As a writer you have to know when Act Two is about to be begin. It’s the kind of thing that you as the writer need in place, even if it sneaks up on your reader. ACT ONE provides the set up on the way to that big Plot Point One when EVERYTHING CHANGES for the main character. Here are some telltale signs your main character has left the first act:
1. There’s no turning back after stepping into ACT TWO.
The main character woke up in Act One, got that proverbial kick in the pants, had time to back off, get advice, come around, and go through all the machinations necessary to face the daunting dilemma: Things will never be the same if I leave. This fact does not go unnoticed.
2. Others feel the shift into ACT TWO.
It is an act that can’t be UNDONE so in its aftermath a close friend, lover, or relative will feel the repercussions. A mother watches her child ship out to war, families watching sailors disappear on the horizon in dangerous weather, a girlfriend awaits the outcome of her boyfriend after a jewel heist. Everyone is imagining what it must be like – over there.
3. ACT TWO is different: really, really different.
The first half of ACT TWO has to be new territory, a testing ground to reveal the main character’s weaknesses and hidden skills. Old friends and new friends may accompany the main character but without betrayals and challenges the story will be over before the main character figures out why it was a good idea to leave home in the first place! Main characters are supposed to be confused in the beginning.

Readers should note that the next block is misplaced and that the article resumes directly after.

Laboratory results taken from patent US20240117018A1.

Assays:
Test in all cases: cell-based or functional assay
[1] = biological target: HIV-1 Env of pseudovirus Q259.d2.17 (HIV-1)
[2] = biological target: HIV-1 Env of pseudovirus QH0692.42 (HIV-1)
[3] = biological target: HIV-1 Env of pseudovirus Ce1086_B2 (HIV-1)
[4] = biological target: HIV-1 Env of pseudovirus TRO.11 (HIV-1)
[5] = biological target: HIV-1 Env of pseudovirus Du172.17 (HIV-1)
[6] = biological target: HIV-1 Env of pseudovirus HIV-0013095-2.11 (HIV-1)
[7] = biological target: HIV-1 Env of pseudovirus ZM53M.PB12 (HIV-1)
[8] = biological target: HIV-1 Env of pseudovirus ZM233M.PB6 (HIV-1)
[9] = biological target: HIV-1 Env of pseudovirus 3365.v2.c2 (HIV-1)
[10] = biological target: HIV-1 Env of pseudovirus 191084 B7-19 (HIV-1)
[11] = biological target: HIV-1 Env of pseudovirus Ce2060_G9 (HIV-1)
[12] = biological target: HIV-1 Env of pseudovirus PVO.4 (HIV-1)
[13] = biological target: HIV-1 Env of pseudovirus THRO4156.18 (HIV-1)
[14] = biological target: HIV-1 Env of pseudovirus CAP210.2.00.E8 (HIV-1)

4. ACT TWO starts out cloudy with signs of lightning and thunderstorms
There’s a saying about storytelling, “If the story is going great it’s going nowhere.” The first half of ACT TWO has a main character searching for answers. Lots of writers have a hard time stretching out the plot over ACT TWO because of the curse of knowledge. The main character already knows too much too early. Bread crumbs, bread crumbs. The main character has to come to the truth slowly without it being obvious. Give the main character a healthy wall of FOG in ACT TWO no matter how gung ho the quest started. As a matter of fact that wall might knock the main character into some deep reflection.
5. ACT TWO smacks the main character into reality
In the Hero’s Journey right after the First Threshold is passed, the Hero lands in the Belly of the Whale:
“The hero, instead of conquering or conciliating the power of the threshold, is swallowed into the unknown,
[where he] goes inward to be born again… It is a nightmarish sentiment with ancient resonance; it is the
last moment of decision-making before the hero has to take action.”
You know you are in ACT TWO because your main character has to take stock of the moment in all its glory. In other words, what do I do now?
Each of these five moments is an opportunity to add conflict, revelation, depth and direction to a plot and make sure that at the juncture between ACT ONE and ACT TWO EVERYTHING CHANGES.
When did you know your main character was leaving ACT ONE?
Good luck with every act. Keep writing,
The 60 Scenes Writing Method
“If you can write 60 scenes you can write a novel.”